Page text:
Companions on the Journey

Twenty-ninth Sunday in Ordinary Time

Isaiah 53:10 - 11

The LORD was pleased to crush him in infirmity. If he gives his life as an offering for sin, he shall see his descendants in a long life, and the will of the LORD shall be accomplished through him. Because of his affliction he shall see the light in fullness of days; through his suffering, my servant shall justify many, and their guilt he shall bear.

Hebrews 4:14 - 16

Brothers and sisters: Since we have a great high priest who has passed through the heavens, Jesus, the Son of God, let us hold fast to our confession. For we do not have a high priest who is unable to sympathize with our weaknesses, but one who has similarly been tested in every way, yet without sin. So let us confidently approach the throne of grace to receive mercy and to find grace for timely help.

Mark 10:35 - 45

James and John, the sons of Zebedee, came to Jesus and said to him, "Teacher, we want you to do for us whatever we ask of you." He replied, "What do you wish me to do for you?" They answered him, "Grant that in your glory we may sit one at your right and the other at your left." Jesus said to them, "You do not know what you are asking. Can you drink the cup that I drink or be baptized with the baptism with which I am baptized?" They said to him, "We can." Jesus said to them, "The cup that I drink, you will drink, and with the baptism with which I am baptized, you will be baptized; but to sit at my right or at my left is not mine to give but is for those for whom it has been prepared." When the ten heard this, they became indignant at James and John. Jesus summoned them and said to them, "You know that those who are recognized as rulers over the Gentiles lord it over them, and their great ones make their authority over them felt. But it shall not be so among you. Rather, whoever wishes to be great among you will be your servant; whoever wishes to be first among you will be the slave of all. For the Son of Man did not come to be served but to serve and to give his life as a ransom for many."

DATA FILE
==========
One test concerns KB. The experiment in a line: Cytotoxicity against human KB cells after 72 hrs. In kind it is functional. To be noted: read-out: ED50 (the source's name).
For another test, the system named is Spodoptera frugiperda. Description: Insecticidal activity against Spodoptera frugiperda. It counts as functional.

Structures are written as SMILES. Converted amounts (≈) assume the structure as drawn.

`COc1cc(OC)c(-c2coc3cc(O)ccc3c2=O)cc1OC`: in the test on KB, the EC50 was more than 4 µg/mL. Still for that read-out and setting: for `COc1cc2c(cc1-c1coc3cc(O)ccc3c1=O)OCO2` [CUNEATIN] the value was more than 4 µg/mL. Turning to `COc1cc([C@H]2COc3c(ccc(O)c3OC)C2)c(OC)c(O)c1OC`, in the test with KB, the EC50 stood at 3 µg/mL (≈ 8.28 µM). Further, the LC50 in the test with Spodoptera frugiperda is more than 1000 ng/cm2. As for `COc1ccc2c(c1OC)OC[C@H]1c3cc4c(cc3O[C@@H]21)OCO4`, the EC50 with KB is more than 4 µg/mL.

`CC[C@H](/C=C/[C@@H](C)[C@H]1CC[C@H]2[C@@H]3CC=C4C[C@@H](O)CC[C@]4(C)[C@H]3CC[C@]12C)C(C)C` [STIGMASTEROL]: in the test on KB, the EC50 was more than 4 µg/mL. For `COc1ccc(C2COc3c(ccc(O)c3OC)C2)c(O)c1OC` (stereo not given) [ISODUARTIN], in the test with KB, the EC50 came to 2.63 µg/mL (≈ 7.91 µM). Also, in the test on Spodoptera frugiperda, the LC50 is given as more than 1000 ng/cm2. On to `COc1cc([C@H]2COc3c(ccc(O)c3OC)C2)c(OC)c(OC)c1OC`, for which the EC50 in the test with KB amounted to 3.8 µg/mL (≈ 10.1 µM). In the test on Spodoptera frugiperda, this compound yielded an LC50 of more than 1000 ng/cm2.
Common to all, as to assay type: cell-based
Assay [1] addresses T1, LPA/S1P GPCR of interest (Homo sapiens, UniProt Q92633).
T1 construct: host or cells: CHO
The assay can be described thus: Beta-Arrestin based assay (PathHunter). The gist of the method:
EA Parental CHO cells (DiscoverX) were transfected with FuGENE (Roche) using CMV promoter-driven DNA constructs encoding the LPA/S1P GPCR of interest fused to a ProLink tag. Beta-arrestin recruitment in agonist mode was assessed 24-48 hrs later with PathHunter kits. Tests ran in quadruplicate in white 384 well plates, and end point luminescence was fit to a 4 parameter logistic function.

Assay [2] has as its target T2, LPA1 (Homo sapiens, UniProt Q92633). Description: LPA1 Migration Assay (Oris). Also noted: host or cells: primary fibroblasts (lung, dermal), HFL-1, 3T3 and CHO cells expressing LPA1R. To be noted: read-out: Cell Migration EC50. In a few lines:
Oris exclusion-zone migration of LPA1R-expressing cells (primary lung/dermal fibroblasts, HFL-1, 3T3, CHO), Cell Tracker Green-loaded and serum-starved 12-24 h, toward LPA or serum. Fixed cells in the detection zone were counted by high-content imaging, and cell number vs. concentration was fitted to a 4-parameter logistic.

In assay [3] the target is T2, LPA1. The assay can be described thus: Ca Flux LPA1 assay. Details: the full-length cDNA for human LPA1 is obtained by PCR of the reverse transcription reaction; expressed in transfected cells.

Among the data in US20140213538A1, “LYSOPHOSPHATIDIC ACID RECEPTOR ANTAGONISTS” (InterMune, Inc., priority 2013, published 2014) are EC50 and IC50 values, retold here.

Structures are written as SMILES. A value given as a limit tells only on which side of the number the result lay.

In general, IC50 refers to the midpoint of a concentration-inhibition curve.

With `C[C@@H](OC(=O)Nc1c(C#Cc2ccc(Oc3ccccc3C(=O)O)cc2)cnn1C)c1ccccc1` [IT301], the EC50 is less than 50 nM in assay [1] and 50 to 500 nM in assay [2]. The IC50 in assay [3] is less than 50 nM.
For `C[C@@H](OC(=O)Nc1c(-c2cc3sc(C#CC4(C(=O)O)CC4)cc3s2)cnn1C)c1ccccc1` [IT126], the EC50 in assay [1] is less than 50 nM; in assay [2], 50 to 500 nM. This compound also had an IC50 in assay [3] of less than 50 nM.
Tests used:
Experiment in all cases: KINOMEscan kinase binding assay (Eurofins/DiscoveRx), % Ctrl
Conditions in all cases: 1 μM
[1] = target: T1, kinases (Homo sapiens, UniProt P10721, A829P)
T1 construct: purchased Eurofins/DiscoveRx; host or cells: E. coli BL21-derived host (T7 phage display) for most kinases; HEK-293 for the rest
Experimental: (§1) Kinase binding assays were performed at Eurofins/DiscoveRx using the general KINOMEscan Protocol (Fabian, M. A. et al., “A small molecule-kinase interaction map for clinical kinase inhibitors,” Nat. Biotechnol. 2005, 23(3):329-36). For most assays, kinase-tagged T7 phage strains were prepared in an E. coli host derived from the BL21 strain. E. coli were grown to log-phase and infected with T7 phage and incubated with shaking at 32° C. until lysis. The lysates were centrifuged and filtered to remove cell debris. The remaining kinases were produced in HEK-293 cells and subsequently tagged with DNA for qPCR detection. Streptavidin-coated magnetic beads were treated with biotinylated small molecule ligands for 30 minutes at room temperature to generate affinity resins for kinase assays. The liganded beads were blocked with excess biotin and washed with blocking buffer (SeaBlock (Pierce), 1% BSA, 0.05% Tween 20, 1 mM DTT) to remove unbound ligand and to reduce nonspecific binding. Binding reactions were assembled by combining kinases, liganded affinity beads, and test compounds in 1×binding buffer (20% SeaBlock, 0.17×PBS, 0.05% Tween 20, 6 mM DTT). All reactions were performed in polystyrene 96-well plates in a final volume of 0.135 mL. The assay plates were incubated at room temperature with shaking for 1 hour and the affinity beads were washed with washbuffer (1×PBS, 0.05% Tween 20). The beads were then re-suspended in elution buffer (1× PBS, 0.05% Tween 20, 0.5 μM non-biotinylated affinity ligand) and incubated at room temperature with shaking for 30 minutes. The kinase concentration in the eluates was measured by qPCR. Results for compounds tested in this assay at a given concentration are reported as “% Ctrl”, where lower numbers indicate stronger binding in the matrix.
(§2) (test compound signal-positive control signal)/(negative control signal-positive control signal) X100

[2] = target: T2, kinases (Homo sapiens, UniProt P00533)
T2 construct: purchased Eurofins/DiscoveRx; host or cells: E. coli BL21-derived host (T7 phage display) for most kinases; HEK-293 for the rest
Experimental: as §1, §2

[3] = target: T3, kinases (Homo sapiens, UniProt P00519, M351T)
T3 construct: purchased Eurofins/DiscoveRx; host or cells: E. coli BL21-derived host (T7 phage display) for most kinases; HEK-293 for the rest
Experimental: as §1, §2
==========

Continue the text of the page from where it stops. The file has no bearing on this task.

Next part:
What does an authentic relationship look like? The descriptions may vary, but ultimately, at its heart is love that embodies a genuine giving and receiving. Jean Vanier writes,

“Loving someone does not simply mean doing things for them; it is much more profound. To love someone is to show to them their beauty, their worth and their importance; it is to understand them, understand their cries and their body language; it is to rejoice in their presence, spend time in their company and communicate with them. To love is to live a heart-to-heart relationship with another, giving to and receiving from each other.”

Vanier, Jean. Seeing Beyond Depression, qtd from “Daily Thoughts From Jean Vanier”, L’Arche Newsletters, June 24, 2011, Saving Souls For God’s Kingdom.

This week’s readings reveal the transformative power of an authentic relationship with God. An authentic relationship implies companionship; a journeying through hills and valleys. Most importantly, there is an indelible trust between the two parties. As explained in the Paul’s epistle to the Hebrews and Mark’s Gospel, Christ is not our fair-weather buddy who only laughs but does not cry with us. In fact, He fully understands all the glory and pitfalls of our human condition; He is able to “sympathize with our weaknesses”, has “been tested as we are”, bears our “iniquities”, and freely “give[s] his life as a ransom for many” (Heb 4:15, Is 53:11, Mk 10:45). Indeed, Jesus is our true companion on the journey.